Over the last few weeks I have been in thought about someone that wasn’t necessarily my close friend, but was someone admired for their work ethic, steady demeanour and then one day…he was suddenly gone. He was a gent…. He was kinda gruff, but that was his charm. He worked hard, he served and most importantly he set a great example as a team player… I don’t believe I ever mentioned to him exactly how I admired what I just described to you.

Of course, once he was gone, we gathered to celebrate and hear further about the impact his life had on his family and close friends. I wonder what would happen if we had living celebrations for those around us? No, really, think about that for a second? I know, I know – the introvert in many of us is screaming out “PLEASE, NO!”.. So, I think you get the concept.

I know, it is somewhat natural for humans to reflect on their own mortality in the face of death or significant adversity. That said, we as grow older and we start to get calls about friends, family and acquaintances passing, it really just made me think about whether I let those around me know how much I value them… When I close out an interaction, have I let people know I valued the interaction? Are they aware I appreciated the skills and abilities they bring to the workplace or a personal interaction? Maybe, selfishly they make me feel better about myself because they are a great encourager? Or maybe, it is a difficult conversation…Even if I disagree, can we disagree about an issue and find common ground as friends or colleagues?

I cannot put finger on what that barrier is exactly that prevents us from recognizing or encouraging those around us. Is it pride? Is it a competitive spirit? Professionally, if I let people know I value what someone else brings to the table and I promote their skills to others, does that mean the spotlight is less on me and I lose an opportunity in the future? Do I feel threatened by their abilities or presence for some reason? It could be a result of a relationship eroding and becoming broken, affecting how you interact? Maybe a colleague or peer moves on before you have had a chance to tell them how you value them, or you just seem have a fear or issue being able to tell someone how you value them. Worst case scenario someone in our circle of connections passes away and we did not get the chance say how we felt. Regrettably, we can all likely relate to one of those situations at one time or another and the question then is do we do anything different?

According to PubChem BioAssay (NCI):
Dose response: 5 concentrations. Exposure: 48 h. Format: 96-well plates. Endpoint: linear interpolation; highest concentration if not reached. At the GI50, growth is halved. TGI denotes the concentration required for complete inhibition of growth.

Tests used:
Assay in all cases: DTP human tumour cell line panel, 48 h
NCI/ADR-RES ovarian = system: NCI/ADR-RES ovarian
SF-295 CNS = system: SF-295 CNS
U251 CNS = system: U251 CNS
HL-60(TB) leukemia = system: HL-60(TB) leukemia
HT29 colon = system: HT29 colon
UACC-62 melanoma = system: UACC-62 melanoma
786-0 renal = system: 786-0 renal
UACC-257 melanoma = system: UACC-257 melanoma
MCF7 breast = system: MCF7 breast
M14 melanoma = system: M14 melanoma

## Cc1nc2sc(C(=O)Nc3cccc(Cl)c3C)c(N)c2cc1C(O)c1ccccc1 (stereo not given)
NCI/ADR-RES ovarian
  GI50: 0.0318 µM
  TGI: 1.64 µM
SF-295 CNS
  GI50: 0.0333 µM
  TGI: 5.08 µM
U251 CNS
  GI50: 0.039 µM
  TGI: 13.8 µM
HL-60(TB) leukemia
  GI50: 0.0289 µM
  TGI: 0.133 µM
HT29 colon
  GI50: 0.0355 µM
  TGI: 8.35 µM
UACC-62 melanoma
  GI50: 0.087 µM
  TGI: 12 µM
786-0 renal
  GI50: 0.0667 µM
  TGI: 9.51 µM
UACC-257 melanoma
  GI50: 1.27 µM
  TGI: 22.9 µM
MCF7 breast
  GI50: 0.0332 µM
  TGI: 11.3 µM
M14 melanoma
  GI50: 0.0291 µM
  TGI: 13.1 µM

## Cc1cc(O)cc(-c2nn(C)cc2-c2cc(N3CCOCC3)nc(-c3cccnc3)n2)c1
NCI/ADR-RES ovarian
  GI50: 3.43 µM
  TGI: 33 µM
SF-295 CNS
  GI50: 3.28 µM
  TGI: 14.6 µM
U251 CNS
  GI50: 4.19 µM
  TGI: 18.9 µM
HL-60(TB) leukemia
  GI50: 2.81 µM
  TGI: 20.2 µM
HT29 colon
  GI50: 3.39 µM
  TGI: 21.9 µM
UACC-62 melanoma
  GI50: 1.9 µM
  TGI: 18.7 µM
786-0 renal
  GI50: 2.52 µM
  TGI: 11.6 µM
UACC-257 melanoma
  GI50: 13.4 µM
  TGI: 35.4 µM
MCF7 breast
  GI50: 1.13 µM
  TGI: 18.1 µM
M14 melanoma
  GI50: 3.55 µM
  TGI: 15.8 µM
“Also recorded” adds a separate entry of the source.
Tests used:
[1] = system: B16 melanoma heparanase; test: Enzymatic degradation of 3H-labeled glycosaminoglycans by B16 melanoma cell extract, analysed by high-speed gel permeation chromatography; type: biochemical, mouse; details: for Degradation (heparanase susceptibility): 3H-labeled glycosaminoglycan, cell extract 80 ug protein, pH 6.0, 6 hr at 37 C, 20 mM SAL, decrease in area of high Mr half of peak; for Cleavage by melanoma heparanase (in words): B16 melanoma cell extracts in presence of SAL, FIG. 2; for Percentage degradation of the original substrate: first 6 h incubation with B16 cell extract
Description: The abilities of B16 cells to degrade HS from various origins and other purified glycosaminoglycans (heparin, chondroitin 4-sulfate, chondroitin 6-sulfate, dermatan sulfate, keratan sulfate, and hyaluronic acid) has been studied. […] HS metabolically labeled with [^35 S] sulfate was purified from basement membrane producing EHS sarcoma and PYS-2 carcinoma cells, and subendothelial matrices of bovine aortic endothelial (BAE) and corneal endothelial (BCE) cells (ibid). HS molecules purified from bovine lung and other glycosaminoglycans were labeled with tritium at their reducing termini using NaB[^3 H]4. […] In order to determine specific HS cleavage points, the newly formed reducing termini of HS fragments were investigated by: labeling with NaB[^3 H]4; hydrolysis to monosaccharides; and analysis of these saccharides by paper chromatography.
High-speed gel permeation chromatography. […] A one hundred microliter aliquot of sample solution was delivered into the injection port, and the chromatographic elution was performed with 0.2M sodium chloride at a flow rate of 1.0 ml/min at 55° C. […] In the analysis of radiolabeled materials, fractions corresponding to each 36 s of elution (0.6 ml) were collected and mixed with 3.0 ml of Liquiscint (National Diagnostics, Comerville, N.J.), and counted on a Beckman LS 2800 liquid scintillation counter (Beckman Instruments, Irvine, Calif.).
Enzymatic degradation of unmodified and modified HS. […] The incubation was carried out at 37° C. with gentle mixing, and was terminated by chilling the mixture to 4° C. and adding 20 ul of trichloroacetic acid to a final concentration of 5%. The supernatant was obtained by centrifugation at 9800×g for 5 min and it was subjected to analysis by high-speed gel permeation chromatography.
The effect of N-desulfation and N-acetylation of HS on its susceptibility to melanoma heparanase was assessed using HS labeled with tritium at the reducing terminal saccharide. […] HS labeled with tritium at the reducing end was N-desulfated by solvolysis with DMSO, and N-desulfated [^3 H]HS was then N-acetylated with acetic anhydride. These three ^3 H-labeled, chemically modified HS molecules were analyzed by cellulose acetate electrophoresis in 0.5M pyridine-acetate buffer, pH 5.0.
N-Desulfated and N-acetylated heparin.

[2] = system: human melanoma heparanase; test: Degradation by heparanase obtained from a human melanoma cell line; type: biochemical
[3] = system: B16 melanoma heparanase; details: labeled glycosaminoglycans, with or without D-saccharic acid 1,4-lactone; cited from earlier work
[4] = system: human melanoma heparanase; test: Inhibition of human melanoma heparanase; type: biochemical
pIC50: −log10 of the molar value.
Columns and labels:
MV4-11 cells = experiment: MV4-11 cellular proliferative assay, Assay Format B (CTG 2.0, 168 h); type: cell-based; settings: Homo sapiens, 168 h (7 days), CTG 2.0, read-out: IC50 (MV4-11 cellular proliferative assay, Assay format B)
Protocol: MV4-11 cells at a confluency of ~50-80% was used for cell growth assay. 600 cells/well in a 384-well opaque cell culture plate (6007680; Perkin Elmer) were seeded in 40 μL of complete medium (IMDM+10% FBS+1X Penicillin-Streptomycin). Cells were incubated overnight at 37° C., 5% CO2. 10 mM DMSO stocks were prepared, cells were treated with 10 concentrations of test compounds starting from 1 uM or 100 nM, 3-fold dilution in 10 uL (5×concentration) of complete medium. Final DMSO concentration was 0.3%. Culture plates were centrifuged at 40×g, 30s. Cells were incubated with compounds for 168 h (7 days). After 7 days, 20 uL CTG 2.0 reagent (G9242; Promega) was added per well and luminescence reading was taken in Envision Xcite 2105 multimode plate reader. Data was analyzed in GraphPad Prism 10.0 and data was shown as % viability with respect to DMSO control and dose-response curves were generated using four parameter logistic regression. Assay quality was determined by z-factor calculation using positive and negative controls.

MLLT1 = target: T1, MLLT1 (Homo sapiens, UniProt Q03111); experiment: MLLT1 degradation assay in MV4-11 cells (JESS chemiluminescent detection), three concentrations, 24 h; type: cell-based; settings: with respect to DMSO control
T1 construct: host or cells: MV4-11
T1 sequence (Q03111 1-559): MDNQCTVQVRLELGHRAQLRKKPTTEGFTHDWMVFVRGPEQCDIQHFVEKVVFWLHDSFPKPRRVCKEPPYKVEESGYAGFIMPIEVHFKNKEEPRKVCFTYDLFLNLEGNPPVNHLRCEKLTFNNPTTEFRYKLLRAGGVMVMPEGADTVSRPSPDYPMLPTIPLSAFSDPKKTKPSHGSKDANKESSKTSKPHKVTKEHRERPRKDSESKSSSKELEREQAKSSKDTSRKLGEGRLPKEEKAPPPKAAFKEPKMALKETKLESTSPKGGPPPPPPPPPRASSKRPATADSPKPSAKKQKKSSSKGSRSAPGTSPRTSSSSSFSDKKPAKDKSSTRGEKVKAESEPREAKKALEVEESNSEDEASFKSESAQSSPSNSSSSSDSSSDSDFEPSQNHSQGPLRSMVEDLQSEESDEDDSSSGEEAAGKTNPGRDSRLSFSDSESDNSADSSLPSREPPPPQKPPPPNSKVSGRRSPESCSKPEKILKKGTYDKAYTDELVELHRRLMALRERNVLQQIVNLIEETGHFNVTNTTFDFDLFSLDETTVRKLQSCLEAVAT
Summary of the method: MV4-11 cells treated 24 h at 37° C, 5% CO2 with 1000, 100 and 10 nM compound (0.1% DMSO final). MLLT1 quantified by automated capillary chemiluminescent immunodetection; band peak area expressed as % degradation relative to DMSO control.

I’ll be honest, I’m not sure at this point, maybe it is a combination of a few things I described in conjunction with other environmental factors. The good thing about blogging is the cathartic process you go through to further test your own assumptions. This post is meant as a moment of reflection and a reminder (mostly for me).

So, in honour of a guy who always worked hard and had a tremendous impact on his inner circle and teammates – I have 3 things to commit to in our daily interactions….

  1. We have all been given the ability to encourage each other in whatever we do – so lets actually do it…When you don’t feel like it, is exactly the time when you should! It may feel unnatural at first – but don’t worry, it will pass the more you do it, so push through and just do it anyways…
  1. Say thank you to those you disagree with, or that disagree with you for having the guts to tell you they have a difference of opinion and for showing you a different perspective…
  1. Ask those in your inner circle what their goals and dreams are for their life and how you can help them get there. The great thing about this tip, it means we actually have to spend time listening to those close to us… Then, actually commit to playing your part, whatever that is…

So, not to make this post any longer than it has to be, I guess in answer to my question, it would appear as though it can be too late to tell them. So… lets make everyday count when we can!

To my teammate, thank you for your inspiration and what you brought to the team everyday. I am sorry I never got to tell you what I admired about you.. I know I have some work to do going forward!

Cheers,

Tyler

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